Sri Lanka prison bus shooting kills seven
Attackers opened fire on a prison bus outside Colombo on Monday, killing five prisoners and two armed guards in the worst gang-related violence to hit Sri Lanka in decades.
Police said the gunmen sprayed bullets at the bus as it passed through a wooded area near the capital, also wounding four guards.
One of the victims was a senior member of an underworld group operating in Sri Lanka, where automatic weapons remain easily available eight years after the end of a decades-long war.
"It is believed that the shooting was a result of enmity between two underworld gangs," police said in a statement.
"Investigations are under way."
The prisoners were being driven to court for a hearing when the audacious daytime attack took place, police said.
Police said Monday's bus ambush was the deadliest gang-related attack in Sri Lanka in living memory.
President Maithripala Sirisena deployed troops last year to bolster police efforts to crack down on gang-related activity, which experts say has been rising.
Most gangs make their money from protection rackets, often in league with politicians, or from illegal drugs and liquor.
Security for underworld suspects had also been tightened following a shooting on a prison bus that seriously wounded another suspected gang leader in the capital in March last year.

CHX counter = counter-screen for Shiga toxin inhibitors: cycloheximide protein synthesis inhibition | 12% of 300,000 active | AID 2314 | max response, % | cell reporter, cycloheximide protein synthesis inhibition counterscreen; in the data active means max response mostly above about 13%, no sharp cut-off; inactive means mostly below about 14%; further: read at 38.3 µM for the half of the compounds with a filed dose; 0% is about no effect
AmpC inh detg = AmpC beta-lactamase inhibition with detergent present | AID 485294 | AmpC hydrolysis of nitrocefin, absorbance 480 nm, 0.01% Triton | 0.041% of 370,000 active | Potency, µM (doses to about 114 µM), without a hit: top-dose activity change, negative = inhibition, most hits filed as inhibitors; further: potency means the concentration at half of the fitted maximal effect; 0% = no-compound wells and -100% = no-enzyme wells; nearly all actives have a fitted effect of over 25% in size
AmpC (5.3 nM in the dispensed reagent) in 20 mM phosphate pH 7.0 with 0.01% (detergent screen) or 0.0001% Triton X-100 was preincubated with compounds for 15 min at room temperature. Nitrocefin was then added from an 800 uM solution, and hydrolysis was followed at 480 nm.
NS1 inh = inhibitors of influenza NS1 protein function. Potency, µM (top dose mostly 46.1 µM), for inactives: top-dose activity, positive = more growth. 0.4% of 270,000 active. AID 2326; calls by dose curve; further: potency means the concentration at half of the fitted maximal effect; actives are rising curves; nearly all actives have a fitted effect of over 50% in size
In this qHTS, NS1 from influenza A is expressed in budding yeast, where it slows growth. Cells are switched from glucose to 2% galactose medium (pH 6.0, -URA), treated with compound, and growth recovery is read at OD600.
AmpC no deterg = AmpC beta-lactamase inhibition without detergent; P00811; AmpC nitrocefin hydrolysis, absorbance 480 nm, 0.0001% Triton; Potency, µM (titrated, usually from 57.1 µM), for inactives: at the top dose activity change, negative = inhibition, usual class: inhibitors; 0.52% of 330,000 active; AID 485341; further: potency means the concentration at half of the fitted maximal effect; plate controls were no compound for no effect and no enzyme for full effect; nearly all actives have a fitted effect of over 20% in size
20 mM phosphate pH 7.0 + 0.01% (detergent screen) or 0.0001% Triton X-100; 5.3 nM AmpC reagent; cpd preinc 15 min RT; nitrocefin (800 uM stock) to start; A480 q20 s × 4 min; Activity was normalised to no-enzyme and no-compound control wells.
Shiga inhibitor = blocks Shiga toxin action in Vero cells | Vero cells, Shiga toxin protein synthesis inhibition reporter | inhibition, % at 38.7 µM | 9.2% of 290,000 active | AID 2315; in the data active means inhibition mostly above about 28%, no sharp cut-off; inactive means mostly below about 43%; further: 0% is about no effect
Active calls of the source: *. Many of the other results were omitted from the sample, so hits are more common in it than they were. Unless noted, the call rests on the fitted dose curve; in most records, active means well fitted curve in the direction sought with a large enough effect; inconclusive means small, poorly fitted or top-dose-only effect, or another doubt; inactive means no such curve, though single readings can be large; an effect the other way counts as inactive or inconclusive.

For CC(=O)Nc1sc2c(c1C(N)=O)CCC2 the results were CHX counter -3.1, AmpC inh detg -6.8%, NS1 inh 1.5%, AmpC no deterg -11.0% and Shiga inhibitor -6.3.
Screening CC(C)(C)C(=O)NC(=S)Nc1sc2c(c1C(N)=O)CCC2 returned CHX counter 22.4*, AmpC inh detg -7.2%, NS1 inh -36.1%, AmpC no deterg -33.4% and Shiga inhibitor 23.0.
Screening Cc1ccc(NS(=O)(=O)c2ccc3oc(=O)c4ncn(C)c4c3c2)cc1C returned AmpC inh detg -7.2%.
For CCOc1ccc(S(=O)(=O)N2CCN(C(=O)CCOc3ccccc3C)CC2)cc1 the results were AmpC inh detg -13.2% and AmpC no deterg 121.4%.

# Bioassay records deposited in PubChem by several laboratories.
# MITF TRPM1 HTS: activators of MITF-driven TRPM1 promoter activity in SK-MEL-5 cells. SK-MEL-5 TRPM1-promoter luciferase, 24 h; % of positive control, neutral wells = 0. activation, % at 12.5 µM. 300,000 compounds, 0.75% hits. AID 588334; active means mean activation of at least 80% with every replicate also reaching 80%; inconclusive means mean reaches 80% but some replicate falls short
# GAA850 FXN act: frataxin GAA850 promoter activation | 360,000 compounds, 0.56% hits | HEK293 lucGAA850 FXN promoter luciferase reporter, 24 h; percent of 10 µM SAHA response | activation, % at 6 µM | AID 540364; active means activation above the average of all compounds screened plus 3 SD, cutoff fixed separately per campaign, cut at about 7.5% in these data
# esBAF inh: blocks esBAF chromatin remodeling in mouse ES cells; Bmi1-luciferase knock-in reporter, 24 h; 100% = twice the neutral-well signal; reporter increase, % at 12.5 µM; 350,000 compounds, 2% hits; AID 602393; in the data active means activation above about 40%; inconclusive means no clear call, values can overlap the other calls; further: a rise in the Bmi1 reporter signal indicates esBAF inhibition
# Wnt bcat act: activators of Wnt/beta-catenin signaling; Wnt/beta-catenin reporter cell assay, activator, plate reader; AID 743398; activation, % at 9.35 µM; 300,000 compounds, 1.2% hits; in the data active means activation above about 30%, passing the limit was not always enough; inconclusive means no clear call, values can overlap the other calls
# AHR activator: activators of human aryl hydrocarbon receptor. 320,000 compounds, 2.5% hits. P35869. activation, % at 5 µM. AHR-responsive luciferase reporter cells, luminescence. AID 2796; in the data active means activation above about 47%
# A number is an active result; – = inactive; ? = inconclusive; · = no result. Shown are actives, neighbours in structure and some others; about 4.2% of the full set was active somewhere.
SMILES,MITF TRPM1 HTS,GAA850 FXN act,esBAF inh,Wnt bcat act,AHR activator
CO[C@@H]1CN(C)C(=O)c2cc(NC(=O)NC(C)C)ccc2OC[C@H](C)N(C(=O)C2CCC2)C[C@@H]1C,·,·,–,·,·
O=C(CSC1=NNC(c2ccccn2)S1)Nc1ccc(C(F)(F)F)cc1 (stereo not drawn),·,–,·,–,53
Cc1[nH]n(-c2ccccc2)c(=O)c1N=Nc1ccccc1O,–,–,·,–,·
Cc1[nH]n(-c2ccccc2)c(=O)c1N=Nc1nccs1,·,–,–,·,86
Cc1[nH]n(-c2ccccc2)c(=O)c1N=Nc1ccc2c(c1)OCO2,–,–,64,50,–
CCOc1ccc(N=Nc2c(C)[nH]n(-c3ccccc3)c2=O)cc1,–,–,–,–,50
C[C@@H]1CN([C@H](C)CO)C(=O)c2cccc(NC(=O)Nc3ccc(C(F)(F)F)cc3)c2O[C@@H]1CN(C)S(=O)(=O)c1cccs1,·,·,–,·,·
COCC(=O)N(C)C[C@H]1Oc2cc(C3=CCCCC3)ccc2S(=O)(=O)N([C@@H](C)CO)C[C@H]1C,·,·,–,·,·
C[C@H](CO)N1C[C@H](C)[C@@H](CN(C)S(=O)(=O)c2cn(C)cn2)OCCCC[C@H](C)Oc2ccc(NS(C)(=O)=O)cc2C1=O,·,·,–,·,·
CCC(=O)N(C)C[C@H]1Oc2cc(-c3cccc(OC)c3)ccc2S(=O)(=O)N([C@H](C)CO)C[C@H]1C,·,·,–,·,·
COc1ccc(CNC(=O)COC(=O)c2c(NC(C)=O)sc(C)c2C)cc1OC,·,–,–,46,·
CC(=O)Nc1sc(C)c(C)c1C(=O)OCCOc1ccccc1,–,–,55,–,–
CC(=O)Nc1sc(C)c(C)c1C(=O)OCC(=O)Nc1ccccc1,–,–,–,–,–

Police set up roadblocks in and around the capital after six people were killed in two separate incidents on that day.
But the barriers brought back unwelcome memories of wartime Colombo when residents had to undergo frequent stops for security checks, and police had been removing them in recent months.
Several police have also been killed by gangsters in the past year despite stepped-up police operations across the country.
"Underworld activities slowed down a bit last year, but they seemed to be getting more active in recent months," a senior officer in Colombo told AFP.
Large quantities of weapons found their way to criminal gangs during and after the war ended in May 2009 and attempts to tackle the problem have been largely ineffective.
At least 100,000 people were killed in the 37-year conflict, which ended after a major offensive by the military.
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